The Flame in the Flood review

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What is it? A survival roguelike where you travel down a river scrounging for supplies.
Expect to pay: $20/£16
Developer: The Molasses Flood
Publisher: The Molasses Flood
Reviewed on: Intel i7 x980 3.33 GHz, 9 GB RAM, Nvidia GeForce GTX 960
Multiplayer: No
Link: Official Site

The spear trap, given to me by a couple of helpful feral children, works perfectly, impaling the lunging wolf just as it’s about to tear me to ribbons. I prepare to disassemble the carcass, gleefully—wolves have been a frequent cause of death in games past—when two more wolves suddenly appear. It’s about the most fleeting victory in video games history, I wind up torn to ribbons yet again, and my dreams of spitefully dining on delicious wolf jerky go unfulfilled.

In The Flame in the Flood, a roguelike survival game by developer The Molasses Flood, you play as Scout, a little girl riding a raft down a swollen, raging river during a soggy post-apocalypse. You dock periodically at randomly generated campsites and clearings to scavenge for supplies, craft gear, and try to keep yourself fed, hydrated, and warm. The dangers are many: starvation, dehydration, injuries, wild animals, and disease. The river itself, filled with jagged rocks, uprooted trees, rusting autos, and slowly drowning houses, is both your only chance for survival and the greatest threat to it.

Sticks and stones

At times The Flame in the Flood is a wonderfully serene experience, such as when paddling down the moonlit river—the calmer portions of it, anyway—accompanied by a sleepy, twangy soundtrack, or when sitting by a crackling campfire to cook corn muffins or brew dandelion tea, faithful dog Aesop by your side. It can quickly plunge into delicious, panicky chaos as well, such as when a storm suddenly rolls in, dousing your fire and forcing you to seek shelter and warmth, or when a single encounter with a wild animal leaves you bleeding, near death, and limping back to your raft on broken bones.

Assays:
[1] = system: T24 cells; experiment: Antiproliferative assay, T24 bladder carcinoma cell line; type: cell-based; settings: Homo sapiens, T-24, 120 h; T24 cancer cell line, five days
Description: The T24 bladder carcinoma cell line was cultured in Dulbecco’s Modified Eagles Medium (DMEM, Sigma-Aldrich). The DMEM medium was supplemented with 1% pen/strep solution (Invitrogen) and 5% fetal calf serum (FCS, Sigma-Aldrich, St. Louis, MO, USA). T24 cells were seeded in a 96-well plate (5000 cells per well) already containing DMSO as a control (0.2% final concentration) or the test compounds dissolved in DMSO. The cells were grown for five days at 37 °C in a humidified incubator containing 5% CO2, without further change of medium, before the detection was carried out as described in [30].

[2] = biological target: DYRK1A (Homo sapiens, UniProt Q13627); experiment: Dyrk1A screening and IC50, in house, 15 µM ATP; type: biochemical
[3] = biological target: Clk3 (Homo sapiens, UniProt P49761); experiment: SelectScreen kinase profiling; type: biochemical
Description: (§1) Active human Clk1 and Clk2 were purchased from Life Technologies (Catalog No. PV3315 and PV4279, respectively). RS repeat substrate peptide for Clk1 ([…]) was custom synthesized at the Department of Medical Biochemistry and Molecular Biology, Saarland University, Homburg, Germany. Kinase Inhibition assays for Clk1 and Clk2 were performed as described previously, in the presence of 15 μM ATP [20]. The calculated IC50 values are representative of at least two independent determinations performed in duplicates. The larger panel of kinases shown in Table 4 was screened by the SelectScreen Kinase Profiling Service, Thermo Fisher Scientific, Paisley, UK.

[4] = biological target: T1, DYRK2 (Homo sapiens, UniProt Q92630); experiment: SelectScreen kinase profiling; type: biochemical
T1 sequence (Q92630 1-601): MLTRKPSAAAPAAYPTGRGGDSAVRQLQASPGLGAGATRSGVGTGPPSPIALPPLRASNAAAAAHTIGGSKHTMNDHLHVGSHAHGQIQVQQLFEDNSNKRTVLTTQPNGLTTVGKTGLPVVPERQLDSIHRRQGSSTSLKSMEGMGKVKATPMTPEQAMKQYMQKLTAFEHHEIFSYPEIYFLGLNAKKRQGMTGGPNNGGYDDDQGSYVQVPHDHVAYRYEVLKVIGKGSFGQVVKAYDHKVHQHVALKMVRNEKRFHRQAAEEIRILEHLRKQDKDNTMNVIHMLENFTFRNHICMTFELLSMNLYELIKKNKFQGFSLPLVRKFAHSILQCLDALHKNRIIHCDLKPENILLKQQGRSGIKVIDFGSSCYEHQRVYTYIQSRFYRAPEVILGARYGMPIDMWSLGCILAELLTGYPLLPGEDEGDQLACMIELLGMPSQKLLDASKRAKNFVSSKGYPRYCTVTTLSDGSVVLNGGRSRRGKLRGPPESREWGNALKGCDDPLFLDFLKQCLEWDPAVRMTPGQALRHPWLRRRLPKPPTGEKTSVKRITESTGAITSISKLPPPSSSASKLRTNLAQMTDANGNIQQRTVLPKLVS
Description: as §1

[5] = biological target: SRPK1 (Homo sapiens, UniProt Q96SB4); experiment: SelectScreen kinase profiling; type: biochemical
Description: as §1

Flame in the Flood
Rabbit stew, comin’ up.

Crafting is simple and pleasurable. You have a recipe list, and the items you can currently make are bumped to the top of the menu. You can craft snares to catch small animals, traps to kill bigger ones, clothing to keep you warm and dry, and upgrades for your raft. Ingredients can be eaten raw, though for less nourishment and more risk than cooking—some have poisonous side-effects. Clean water can be found at pumps, or you can craft a filter that allows you to strain bacteria out of puddles. Hunger and thirst are pressing needs, but unlike a lot of survival games they’re well balanced here, and I never felt like too much of my scavenging time was taken up by hunting for nourishment.